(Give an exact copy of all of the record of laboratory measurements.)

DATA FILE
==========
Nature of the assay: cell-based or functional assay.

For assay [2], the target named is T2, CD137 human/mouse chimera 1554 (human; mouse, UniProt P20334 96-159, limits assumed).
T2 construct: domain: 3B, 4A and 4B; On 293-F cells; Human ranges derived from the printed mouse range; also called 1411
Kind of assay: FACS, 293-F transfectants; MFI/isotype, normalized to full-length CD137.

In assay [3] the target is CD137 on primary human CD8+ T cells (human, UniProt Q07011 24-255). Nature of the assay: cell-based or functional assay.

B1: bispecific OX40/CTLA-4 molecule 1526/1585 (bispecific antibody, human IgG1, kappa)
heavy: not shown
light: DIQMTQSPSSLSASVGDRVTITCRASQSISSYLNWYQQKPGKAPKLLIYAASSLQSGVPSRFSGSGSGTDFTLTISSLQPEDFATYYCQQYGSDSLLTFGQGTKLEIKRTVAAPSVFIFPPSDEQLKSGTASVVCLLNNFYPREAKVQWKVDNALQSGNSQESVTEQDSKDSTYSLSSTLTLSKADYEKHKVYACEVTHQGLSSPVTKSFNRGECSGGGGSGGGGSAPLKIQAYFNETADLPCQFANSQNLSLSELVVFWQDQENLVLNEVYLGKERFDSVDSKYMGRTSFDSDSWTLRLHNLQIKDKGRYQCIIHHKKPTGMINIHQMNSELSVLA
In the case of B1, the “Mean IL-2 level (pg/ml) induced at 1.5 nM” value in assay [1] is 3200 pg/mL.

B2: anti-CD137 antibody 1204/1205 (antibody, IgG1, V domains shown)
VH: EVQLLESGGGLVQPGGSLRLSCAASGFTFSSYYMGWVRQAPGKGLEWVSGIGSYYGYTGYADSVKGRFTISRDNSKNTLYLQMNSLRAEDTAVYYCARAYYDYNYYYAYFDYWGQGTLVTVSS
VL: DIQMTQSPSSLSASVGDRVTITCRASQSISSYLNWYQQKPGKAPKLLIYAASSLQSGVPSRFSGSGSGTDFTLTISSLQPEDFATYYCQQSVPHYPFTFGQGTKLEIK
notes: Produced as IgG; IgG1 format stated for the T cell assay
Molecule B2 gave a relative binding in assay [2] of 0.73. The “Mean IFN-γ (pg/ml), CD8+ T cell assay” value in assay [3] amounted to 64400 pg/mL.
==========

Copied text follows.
Nature of the assay: cell-based or functional assay.

For assay [2], the target named is T2, CD137 human/mouse chimera 1554 (human; mouse, UniProt P20334 96-159, limits assumed).
T2 construct: domain: 3B, 4A and 4B; On 293-F cells; Human ranges derived from the printed mouse range; also called 1411
Kind of assay: FACS, 293-F transfectants; MFI/isotype, normalized to full-length CD137.

In assay [3] the target is CD137 on primary human CD8+ T cells (human, UniProt Q07011 24-255). Nature of the assay: cell-based or functional assay.

B1: bispecific OX40/CTLA-4 molecule 1526/1585 (bispecific antibody, human IgG1, kappa)
heavy: not shown
light: DIQMTQSPSSLSASVGDRVTITCRASQSISSYLNWYQQKPGKAPKLLIYAASSLQSGVPSRFSGSGSGTDFTLTISSLQPEDFATYYCQQYGSDSLLTFGQGTKLEIKRTVAAPSVFIFPPSDEQLKSGTASVVCLLNNFYPREAKVQWKVDNALQSGNSQESVTEQDSKDSTYSLSSTLTLSKADYEKHKVYACEVTHQGLSSPVTKSFNRGECSGGGGSGGGGSAPLKIQAYFNETADLPCQFANSQNLSLSELVVFWQDQENLVLNEVYLGKERFDSVDSKYMGRTSFDSDSWTLRLHNLQIKDKGRYQCIIHHKKPTGMINIHQMNSELSVLA
In the case of B1, the “Mean IL-2 level (pg/ml) induced at 1.5 nM” value in assay [1] is 3200 pg/mL.

B2: anti-CD137 antibody 1204/1205 (antibody, IgG1, V domains shown)
VH: EVQLLESGGGLVQPGGSLRLSCAASGFTFSSYYMGWVRQAPGKGLEWVSGIGSYYGYTGYADSVKGRFTISRDNSKNTLYLQMNSLRAEDTAVYYCARAYYDYNYYYAYFDYWGQGTLVTVSS
VL: DIQMTQSPSSLSASVGDRVTITCRASQSISSYLNWYQQKPGKAPKLLIYAASSLQSGVPSRFSGSGSGTDFTLTISSLQPEDFATYYCQQSVPHYPFTFGQGTKLEIK
notes: Produced as IgG; IgG1 format stated for the T cell assay
Molecule B2 gave a relative binding in assay [2] of 0.73. The “Mean IFN-γ (pg/ml), CD8+ T cell assay” value in assay [3] amounted to 64400 pg/mL.